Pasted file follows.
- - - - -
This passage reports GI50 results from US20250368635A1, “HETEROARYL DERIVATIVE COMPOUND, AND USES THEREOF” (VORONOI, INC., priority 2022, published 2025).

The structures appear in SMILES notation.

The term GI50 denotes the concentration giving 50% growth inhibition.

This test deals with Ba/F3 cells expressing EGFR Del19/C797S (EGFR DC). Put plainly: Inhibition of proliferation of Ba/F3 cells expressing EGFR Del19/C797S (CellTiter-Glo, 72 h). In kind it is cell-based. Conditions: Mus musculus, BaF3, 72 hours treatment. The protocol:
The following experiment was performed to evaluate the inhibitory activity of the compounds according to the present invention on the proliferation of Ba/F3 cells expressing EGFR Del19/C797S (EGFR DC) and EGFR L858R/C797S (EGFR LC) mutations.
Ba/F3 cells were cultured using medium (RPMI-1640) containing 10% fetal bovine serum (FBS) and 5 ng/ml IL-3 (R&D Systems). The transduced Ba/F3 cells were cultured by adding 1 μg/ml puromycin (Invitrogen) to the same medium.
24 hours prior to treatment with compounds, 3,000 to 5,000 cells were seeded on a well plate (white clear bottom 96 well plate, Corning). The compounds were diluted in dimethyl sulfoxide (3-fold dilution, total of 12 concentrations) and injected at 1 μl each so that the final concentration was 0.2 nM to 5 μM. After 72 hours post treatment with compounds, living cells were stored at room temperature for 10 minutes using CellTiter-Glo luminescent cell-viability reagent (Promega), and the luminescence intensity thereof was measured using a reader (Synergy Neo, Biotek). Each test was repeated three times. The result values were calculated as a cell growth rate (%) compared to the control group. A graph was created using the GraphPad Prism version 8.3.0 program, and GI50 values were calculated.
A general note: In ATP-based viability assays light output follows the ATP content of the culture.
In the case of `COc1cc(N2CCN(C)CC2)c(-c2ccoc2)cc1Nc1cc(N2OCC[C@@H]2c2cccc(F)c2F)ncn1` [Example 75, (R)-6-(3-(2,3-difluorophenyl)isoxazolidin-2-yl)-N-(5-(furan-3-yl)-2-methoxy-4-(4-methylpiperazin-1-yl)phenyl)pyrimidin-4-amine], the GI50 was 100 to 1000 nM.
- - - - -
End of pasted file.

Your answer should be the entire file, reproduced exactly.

This passage reports GI50 results from US20250368635A1, “HETEROARYL DERIVATIVE COMPOUND, AND USES THEREOF” (VORONOI, INC., priority 2022, published 2025).

The structures appear in SMILES notation.

The term GI50 denotes the concentration giving 50% growth inhibition.

This test deals with Ba/F3 cells expressing EGFR Del19/C797S (EGFR DC). Put plainly: Inhibition of proliferation of Ba/F3 cells expressing EGFR Del19/C797S (CellTiter-Glo, 72 h). In kind it is cell-based. Conditions: Mus musculus, BaF3, 72 hours treatment. The protocol:
The following experiment was performed to evaluate the inhibitory activity of the compounds according to the present invention on the proliferation of Ba/F3 cells expressing EGFR Del19/C797S (EGFR DC) and EGFR L858R/C797S (EGFR LC) mutations.
Ba/F3 cells were cultured using medium (RPMI-1640) containing 10% fetal bovine serum (FBS) and 5 ng/ml IL-3 (R&D Systems). The transduced Ba/F3 cells were cultured by adding 1 μg/ml puromycin (Invitrogen) to the same medium.
24 hours prior to treatment with compounds, 3,000 to 5,000 cells were seeded on a well plate (white clear bottom 96 well plate, Corning). The compounds were diluted in dimethyl sulfoxide (3-fold dilution, total of 12 concentrations) and injected at 1 μl each so that the final concentration was 0.2 nM to 5 μM. After 72 hours post treatment with compounds, living cells were stored at room temperature for 10 minutes using CellTiter-Glo luminescent cell-viability reagent (Promega), and the luminescence intensity thereof was measured using a reader (Synergy Neo, Biotek). Each test was repeated three times. The result values were calculated as a cell growth rate (%) compared to the control group. A graph was created using the GraphPad Prism version 8.3.0 program, and GI50 values were calculated.
A general note: In ATP-based viability assays light output follows the ATP content of the culture.
In the case of `COc1cc(N2CCN(C)CC2)c(-c2ccoc2)cc1Nc1cc(N2OCC[C@@H]2c2cccc(F)c2F)ncn1` [Example 75, (R)-6-(3-(2,3-difluorophenyl)isoxazolidin-2-yl)-N-(5-(furan-3-yl)-2-methoxy-4-(4-methylpiperazin-1-yl)phenyl)pyrimidin-4-amine], the GI50 was 100 to 1000 nM.